Wednesday, May 14
It’s an early start if you want to get down to the Cannes Film Festival by train from London. I found myself waiting for a night bus alongside Old Street station at 4.30am. This bus sped along the near-deserted roads of London, getting me in to St Pancras International station in under 15 minutes for the first departure of the morning.
A speedy service into Gare du Nord, brushing up on my French along the way in the buffet carriage, was followed by a not-too-daunting transfer onto the Metro’s RER D line, which in a matter of just two stops takes you into Gare de Lyon – with the possibilities of the Mediterranean French coast now tantalisingly close at the other end of platform 21.
This was my first time on a TGV: France’s double-decker, high speed, inter-city railway service. Even in Second Class, the carriage feels akin to Britain’s First Class (in which I never travel). I watch Alfred Hitchcock’s STRANGERS ON A TRAIN on my iPad, and then get chatting to my neighbour for the journey: Falila, a journalist who is travelling down to Cannes to cover every single film in competition. The social aspect of a train journey like this still impresses me – get the right neighbour and you can sustain great conversation for a number of hours, and two worlds will start to collide in a minute manner.
The landscape outside the window changes from a flat Fenland-esque vista around Paris, to green rolling hills, punctuated by the occasional goat, and then all of a sudden I look up and there are grape vines, cypress trees and ochre-coloured, rock-ridden exposed soil everywhere. We have arrived in the South of France. And by train. A most relaxing mode of transport. I feel like John Betjeman, only slightly less pot-bellied at this stage of my life!
“… a gentle introduction to the queues and queues and queues I have been told to expect at Cannes?”
The train pulls up into Gare de Cannes and we are thrown into a herd of slow-moving, slightly disgruntled film industry folk. The police are blocking two exits from the platform, and the escalators leading to an underpass below the track are turned off. It seems around six hundred of us must all pass in single file out of the train station, against the flow of incoming passengers trying to get onto the train we have just departed. Bedlam, or a gentle introduction to the queues and queues and queues I have been told to expect at Cannes?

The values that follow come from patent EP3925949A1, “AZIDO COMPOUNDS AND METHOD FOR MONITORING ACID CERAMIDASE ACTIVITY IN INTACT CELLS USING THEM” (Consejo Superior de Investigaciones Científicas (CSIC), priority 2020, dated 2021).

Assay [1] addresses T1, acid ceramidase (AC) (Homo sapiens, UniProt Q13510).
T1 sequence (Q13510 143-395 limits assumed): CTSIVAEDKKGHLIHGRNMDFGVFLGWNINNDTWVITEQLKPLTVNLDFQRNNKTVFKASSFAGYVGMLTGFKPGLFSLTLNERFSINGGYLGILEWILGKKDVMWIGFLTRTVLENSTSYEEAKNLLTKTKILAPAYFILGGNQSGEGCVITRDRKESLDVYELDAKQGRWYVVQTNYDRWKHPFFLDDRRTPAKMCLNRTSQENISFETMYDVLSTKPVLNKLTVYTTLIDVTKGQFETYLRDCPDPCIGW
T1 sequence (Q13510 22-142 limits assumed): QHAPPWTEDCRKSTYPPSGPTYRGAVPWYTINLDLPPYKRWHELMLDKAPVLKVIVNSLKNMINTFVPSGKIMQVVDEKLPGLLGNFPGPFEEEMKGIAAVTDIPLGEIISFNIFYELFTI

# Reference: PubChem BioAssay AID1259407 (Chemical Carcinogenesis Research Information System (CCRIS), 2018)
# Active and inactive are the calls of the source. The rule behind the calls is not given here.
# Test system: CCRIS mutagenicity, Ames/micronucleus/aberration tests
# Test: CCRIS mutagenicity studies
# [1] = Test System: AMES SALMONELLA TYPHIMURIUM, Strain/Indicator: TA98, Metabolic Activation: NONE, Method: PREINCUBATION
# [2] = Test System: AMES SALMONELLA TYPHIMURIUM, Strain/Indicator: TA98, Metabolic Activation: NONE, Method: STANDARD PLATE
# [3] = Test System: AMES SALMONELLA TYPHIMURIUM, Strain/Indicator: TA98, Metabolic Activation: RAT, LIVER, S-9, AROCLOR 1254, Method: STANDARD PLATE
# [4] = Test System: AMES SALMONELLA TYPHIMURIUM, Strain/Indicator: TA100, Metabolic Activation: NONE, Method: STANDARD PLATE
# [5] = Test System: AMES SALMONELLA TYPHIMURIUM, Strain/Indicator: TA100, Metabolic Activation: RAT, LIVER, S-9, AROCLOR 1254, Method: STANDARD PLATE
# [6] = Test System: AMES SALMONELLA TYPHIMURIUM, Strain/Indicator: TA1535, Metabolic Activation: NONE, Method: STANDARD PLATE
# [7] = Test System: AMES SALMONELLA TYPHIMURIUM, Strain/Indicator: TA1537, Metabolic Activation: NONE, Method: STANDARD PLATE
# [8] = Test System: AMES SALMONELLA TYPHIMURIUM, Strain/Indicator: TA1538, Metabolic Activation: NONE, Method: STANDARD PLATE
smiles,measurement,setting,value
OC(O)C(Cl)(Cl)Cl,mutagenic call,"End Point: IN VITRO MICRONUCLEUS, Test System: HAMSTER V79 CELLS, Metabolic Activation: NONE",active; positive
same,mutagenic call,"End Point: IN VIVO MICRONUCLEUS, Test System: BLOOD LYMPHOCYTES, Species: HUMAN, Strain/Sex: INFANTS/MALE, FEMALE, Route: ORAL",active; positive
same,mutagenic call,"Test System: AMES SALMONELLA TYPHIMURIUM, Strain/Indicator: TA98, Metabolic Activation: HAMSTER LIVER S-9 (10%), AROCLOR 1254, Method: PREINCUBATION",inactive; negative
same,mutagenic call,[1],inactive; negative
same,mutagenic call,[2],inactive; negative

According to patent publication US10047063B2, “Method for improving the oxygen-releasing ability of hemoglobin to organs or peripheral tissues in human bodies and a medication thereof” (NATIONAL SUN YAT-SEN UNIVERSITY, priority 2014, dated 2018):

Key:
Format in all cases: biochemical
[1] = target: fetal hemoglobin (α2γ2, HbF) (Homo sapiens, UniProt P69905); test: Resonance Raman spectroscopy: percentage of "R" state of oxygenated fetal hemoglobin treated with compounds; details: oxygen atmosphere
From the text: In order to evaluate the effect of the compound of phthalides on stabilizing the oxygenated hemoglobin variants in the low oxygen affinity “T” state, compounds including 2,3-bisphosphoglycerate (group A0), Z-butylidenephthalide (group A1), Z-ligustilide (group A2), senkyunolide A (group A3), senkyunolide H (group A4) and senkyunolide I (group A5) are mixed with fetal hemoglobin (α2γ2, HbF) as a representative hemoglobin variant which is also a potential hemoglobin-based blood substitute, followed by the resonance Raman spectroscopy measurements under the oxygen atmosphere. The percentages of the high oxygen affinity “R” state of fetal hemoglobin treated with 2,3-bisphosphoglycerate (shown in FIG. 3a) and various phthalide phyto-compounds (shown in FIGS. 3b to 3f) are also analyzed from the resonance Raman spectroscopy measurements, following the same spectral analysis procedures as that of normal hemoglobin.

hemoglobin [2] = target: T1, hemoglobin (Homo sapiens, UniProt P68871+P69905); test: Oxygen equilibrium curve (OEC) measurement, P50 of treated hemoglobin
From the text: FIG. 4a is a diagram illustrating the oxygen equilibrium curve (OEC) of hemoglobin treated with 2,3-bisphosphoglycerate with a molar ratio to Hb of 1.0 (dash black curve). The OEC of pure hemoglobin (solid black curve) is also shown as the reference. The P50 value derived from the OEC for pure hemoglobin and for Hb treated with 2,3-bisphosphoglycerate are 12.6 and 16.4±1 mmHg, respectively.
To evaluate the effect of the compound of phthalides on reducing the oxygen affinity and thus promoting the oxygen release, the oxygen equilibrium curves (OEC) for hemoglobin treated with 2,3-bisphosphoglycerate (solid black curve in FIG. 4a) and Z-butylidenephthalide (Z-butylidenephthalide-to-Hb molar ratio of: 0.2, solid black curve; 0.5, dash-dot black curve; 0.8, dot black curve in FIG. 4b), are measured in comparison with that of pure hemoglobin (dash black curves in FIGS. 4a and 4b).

I leave the station after fifteen minutes and amble over to the apartment on Rue Baron. The apartment manager, Patrick, gives me a brief tour of my home for the next six days; whilst my jaw drops and is held in a perpetual state of amazement for the evening. We have a wrap-around, multi-aspect balcony looking out onto three views of Cannes (in glorious sunshine when I arrive), and the sofa I will be kipping on is ten feet long (I can stretch out!!!). All is well. I go out to meet Verena [von Stackelberg, CFF International Programmer] at the station and somehow we miss each other. She ends up outside the apartment whilst I sit patiently in front of the station, accidentally visiting the British Pub/Tavern as my first port of call in Cannes.
“I can live with being backwards for a week.”
I dash back to greet Verena, and after she has unpacked we head back out into town. We go to pick up our badges for the festival (a swanky lanyard, which, due to an error made when filling in the online accreditation form, reads “TOYE JACK”). I can live with being backwards for a week. Our glossy white Festival de Cannes rucksacks are picked up and I am shown the red carpet, the press zone, the free sparkling water stand, the beach – everything is here, and glamorous, and just as you would expect it.
After a quick spot of shopping in the local supermarche, we go and pick up Tony [Jones, Festival Director] from the station, and head out for a bite to eat. I would pinch myself every five minutes, if I didn’t think it would draw the wrong kind of attention to Mr Toye Jack.
This is totally surreal. Quite utterly brilliant. And tomorrow, with my alarm set for 7.30am, I intend to watch a whole bunch of films!